Fasting in the month of Ramadan (I) | Dailytrust

Fasting in the month of Ramadan (I)

Recall, that fasting became obligatory on Muslims during the second year after the Hijra (migration of the Prophet from Makkah to Madinah). Thus, the Prophet fasted nine times in the month before he transited from this world to the other. The Almighty says: “O you who have believe Fasting is decreed upon you as it was decreed upon those before you that you may become righteous (Quran 2: 183). Thus, as we begin this year’s (1442 A.H) fasting, it is important to bear in mind that this act of worship can be divided into three. According to Imam al-Ghazali, there are ordinary fasting (șawm al-ʻUmmῡm), fasting of the elites in the spiritual realm (șawm al-khawāș) and fasting of the elite of the believing elite (șawm khawāș al-khawāș).  The first, which is ordinary fasting, means abstaining from food, drinks and sexual intercourse during the day though the person fasting may indulge in vain talks and watch forbidden scenes and images. This type of fasting is of the lowest level.

The second type of fasting which is fasting of the elite implies a type of fasting that entails, in addition to abstinence from eating and drinking) keeping one’s ears, eyes, tongue, hands, feet and all other organs of the body free from sins. The third variant or form of fasting- fasting of the elite of the believing elite- refers to fasting of the heart from unworthy concerns and worldly thoughts. It implies a type of fasting in which the servant disconnects himself or herself completely from this world and set her face and concern upon those mercies and favours which only the Almighty, the Great and the Glorious could grant. This kind of fasting is broken by thinking of worldly matters, except for those matters that are conducive to religious ends, since they constitute provisions for the Hereafter and are not exclusively of and for this lower world.  It is has been suggested by those imbued with discernment and knowledge of the spiritual states of the heart that it is not an ideal or a virtue for one to be concerned throughout the day with arrangements for breaking fast. Such anxiety stems from lack of trust in the bounties of the Almighty and from lack of faith in His promised sustenance. To this third degree belong the Prophets, the friends of the Almighty.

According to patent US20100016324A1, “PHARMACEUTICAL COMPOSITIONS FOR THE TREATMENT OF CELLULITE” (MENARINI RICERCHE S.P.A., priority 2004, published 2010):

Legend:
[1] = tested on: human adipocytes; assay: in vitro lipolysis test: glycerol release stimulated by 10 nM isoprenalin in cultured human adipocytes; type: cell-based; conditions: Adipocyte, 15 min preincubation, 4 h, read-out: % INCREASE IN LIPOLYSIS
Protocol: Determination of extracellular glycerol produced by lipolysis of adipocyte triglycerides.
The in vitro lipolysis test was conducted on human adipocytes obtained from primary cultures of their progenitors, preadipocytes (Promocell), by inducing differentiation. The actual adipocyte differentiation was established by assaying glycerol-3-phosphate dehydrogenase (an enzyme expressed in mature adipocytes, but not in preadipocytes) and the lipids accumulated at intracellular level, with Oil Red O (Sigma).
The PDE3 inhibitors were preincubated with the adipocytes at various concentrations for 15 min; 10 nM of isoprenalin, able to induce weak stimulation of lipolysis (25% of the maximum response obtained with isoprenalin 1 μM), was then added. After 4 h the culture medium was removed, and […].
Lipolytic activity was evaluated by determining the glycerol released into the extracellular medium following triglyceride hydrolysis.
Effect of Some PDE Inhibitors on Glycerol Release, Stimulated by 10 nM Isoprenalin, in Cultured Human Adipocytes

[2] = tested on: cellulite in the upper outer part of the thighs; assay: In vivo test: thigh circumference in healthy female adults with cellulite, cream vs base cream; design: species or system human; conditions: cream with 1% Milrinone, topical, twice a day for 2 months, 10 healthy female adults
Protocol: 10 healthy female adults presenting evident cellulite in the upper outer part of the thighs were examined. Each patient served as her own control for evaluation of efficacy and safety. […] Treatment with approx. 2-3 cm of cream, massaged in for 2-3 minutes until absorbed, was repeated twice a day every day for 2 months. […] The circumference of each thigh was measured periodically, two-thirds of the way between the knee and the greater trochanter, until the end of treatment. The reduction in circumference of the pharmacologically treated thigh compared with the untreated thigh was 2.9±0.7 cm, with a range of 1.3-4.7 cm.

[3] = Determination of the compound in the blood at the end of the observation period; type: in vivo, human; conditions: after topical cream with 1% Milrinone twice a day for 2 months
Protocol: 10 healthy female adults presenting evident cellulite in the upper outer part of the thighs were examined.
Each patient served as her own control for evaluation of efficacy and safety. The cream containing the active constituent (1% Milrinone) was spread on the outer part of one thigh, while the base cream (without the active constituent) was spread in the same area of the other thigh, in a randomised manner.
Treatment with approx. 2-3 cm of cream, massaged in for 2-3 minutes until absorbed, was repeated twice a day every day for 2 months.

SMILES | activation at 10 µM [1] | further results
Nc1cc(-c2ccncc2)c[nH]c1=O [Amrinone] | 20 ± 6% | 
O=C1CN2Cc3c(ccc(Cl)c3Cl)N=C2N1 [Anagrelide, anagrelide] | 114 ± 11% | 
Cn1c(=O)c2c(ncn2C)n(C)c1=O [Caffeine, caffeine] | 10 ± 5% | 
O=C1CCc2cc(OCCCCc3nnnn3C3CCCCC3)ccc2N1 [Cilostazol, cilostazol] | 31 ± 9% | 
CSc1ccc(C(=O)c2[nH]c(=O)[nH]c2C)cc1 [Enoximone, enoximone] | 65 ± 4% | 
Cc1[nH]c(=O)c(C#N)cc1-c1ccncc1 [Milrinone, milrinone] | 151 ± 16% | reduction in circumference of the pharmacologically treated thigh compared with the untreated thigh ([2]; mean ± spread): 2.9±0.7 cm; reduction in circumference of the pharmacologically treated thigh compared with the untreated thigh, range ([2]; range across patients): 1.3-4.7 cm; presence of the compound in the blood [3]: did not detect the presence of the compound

Now how can the believer join the elite of the believing elite through his fasting? Simple. Try and follow the following steps: one: see not what displeases the Almighty. Prophet Muhammad, on him be peace, says: “The furtive glance is one of the poisoned arrows of Satan, on him be God’s curse. Whoever forsakes it for fear of God will receive from Him, Great and Glorious is He, a faith the sweetness of which he will find within his heart”.

Two- speak not what displeases the Almighty. Guarding one’s tongue from idle chatter, lying, gossiping, obscenities, rudeness, arguments and controversies during the month of Ramadan are ways by which one could attain higher stations with the Almighty through fasting. Someone observing fasting is expected to be taciturn on worldly matters except such become absolutely necessary. He is expected to engage in much remembrance of God, the Great and the Glorious. This is why recitation of the glorious Quran is one of the most virtuous deed a believer could engage in during the month. The Prophet is quoted to have said: “Two habits annul Fasting: backbiting and telling lies”.

Three. While abstinence from chattering and idle talks is a virtue during the month, someone fasting is equally expected to avoid listening to things that are forbidden or reprehensible. The rule or principle is this- that which is unlawful to utter is likewise unlawful to be heard.

Fourth. A fasting Muslim is expected to not do anything that the Almighty has forbidden. In other words, the value accruable to the believer would be redeemed in full once we keep all our limbs and organs away from sin. It is meaningless to abstain from lawful food only to break one’s fast on what is unlawful. A man who fasts like this may be compared to one who builds a castle but demolishes a city. The unlawful is a poison: it is deadly to religion, while the lawful is a medicine, beneficial in small doses but harmful in excess.